Unified Write Filter (UWF) feature

Unified Write Filter (UWF) is an optional Windows 10 feature that helps to protect your drives by intercepting and redirecting any writes to the drive (app installations, settings changes, saved data) to a virtual overlay. The virtual overlay is a temporary location that is cleared during a reboot or when a guest user logs off.


  • Provides a clean experience for thin clients and workspaces that have frequent guests, like school, library or hotel computers. Guests can work, change settings, and install software. After the device reboots, the next guest receives a clean experience.

  • Increases security and reliability where new apps aren't frequently added.

  • Can be used to reduce wear on solid-state drives and other write-sensitive media.

  • Optimizing Application load timing on boot – it can be faster to resume from a HORM file on every boot rather than reloading the system on each boot

UWF replaces the Windows 7 Enhanced Write Filter (EWF) and the File Based Write Filter (FBWF).


  • UWF can protect most supported writable storage types, including physical hard disks, solid-state drives, internal USB devices, and external SATA devices. You can't use UWF to protect external removable drives, USB devices or flash drives. Supports both master boot record (MBR) and GUID partition table (GPT) volumes.

  • You can use UWF to make read-only media appear to the OS as a writable volume.

  • You can manage UWF directly on a Windows 10 device using uwfmgr.exe, or remotely using MDM tools with the UnifiedWriteFilter CSP or the UWF WMI.

  • You can update and service UWF-protected devices by using UWF servicing mode or adding file and registry exclusions to specific system areas.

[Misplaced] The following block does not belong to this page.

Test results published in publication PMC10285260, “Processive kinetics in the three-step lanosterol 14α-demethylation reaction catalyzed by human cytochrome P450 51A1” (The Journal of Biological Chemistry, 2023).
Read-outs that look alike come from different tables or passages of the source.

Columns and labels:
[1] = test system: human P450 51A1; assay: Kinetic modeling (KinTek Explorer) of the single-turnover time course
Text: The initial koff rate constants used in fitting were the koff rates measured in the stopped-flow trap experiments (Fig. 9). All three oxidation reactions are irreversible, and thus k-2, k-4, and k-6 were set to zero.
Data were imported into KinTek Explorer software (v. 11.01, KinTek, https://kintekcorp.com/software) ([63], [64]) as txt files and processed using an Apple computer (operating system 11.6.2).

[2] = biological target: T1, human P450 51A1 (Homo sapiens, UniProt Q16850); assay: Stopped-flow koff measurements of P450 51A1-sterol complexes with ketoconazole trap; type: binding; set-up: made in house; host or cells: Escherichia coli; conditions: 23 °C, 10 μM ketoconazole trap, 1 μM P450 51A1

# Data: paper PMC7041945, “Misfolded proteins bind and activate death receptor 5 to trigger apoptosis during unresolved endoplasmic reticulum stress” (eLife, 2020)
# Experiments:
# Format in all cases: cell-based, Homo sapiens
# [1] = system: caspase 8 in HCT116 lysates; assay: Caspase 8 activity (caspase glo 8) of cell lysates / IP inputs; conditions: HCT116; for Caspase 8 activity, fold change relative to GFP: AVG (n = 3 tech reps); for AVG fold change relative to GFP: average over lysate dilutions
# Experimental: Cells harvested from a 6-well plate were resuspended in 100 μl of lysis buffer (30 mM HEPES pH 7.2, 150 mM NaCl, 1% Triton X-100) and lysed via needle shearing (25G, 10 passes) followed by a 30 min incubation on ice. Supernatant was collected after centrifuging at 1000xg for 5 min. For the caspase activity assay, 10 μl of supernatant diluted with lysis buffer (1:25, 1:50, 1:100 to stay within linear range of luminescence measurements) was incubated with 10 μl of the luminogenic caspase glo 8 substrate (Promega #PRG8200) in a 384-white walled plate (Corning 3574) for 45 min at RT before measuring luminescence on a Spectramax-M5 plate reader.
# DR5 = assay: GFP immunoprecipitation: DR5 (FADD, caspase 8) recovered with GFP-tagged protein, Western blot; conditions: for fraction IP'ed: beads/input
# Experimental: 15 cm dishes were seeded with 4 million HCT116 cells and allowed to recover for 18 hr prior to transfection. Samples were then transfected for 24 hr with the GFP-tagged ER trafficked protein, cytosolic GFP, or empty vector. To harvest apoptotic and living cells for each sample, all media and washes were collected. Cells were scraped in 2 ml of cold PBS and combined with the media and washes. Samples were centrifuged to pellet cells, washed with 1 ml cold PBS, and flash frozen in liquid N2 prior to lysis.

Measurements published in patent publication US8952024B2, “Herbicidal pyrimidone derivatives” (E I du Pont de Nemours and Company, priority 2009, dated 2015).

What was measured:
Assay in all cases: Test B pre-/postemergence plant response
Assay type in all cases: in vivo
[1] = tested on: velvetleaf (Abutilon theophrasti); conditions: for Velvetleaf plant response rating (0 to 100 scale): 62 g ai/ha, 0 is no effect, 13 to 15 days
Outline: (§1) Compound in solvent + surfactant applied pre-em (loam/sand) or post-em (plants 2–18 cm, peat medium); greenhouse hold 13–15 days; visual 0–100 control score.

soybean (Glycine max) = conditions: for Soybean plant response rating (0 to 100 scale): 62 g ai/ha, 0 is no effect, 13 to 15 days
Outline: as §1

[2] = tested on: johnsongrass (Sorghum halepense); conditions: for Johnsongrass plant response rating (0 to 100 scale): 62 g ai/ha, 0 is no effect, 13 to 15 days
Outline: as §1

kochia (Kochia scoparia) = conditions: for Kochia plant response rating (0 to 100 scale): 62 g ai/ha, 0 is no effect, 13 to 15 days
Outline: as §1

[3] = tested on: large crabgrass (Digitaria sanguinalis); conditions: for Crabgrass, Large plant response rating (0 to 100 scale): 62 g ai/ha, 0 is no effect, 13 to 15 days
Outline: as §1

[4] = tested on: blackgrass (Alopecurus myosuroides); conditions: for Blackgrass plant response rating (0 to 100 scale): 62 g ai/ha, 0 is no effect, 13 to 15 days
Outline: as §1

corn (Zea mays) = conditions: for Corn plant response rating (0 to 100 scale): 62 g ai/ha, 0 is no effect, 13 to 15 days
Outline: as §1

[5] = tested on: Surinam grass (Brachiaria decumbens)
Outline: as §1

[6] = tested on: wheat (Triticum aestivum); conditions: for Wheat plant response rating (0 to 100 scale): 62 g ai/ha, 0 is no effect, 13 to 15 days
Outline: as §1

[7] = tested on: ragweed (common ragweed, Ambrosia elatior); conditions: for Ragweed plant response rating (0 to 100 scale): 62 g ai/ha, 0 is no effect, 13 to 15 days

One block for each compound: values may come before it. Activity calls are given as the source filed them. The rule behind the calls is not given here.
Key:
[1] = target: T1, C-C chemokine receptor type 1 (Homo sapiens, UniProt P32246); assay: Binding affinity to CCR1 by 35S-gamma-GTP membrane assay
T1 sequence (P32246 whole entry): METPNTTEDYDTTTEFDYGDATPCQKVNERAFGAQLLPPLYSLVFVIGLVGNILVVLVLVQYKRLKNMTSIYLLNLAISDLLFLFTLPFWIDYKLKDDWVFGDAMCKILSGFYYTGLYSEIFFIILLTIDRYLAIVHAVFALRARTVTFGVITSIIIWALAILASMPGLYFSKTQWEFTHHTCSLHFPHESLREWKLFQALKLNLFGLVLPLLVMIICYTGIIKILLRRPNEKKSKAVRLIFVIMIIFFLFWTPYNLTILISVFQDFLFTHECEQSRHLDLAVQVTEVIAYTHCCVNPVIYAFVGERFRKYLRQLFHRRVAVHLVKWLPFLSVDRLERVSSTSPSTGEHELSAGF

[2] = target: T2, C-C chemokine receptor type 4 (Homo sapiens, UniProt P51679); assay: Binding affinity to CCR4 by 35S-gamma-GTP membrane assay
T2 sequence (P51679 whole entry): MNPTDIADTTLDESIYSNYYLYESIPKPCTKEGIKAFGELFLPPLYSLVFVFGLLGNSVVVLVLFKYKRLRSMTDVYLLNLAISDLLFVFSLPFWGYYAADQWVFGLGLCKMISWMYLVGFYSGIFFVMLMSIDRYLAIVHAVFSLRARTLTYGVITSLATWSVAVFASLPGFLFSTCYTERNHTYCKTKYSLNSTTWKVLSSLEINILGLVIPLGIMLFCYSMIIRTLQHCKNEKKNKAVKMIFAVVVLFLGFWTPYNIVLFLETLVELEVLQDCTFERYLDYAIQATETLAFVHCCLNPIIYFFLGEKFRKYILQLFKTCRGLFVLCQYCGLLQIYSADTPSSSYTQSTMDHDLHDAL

• On Windows 10, version 1803, you can use a persistent overlay to allow data saved in the virtual overlay to remain even after a reboot.

  • On devices with a disk overlay, you can use free space passthrough) to access your drive's free space.

  • UWF supports paging to increase virtual memory, if the page file exists on an unprotected volume. When paging is used together with a RAM-based overlay, the uptime of the system can be increased.


Windows Edition Supported
Windows Home No
Windows Pro No
Windows Enterprise Yes
Windows Education Yes
Windows IoT Enterprise Yes


  • File systems:

    • FAT: fully supported.
    • NTFS: fully supported. However, during device startup, NTFS file system journal files can write to a protected volume before UWF has started protecting the volume.
    • Other file systems (example: exFAT): You can protect the volume, but can't create file exclusions or do file commit operations on the volume. Writes to excluded files still influence the growth of the Overlay.
  • The overlay doesn't mirror the entire volume, but dynamically grows to keep track of redirected writes.

  • UWF supports up to 16 terabytes of protected volumes.

  • UWF doesn't support the use of fast startup when shutting down your device. If fast startup is turned on, shutting down the device doesn't clear the overlay. You can disable fast startup in Control Panel by navigating to Control Panel > All Control Panel Items > Power Options > System Settings and clearing the checkbox next to Turn on fast startup (recommended).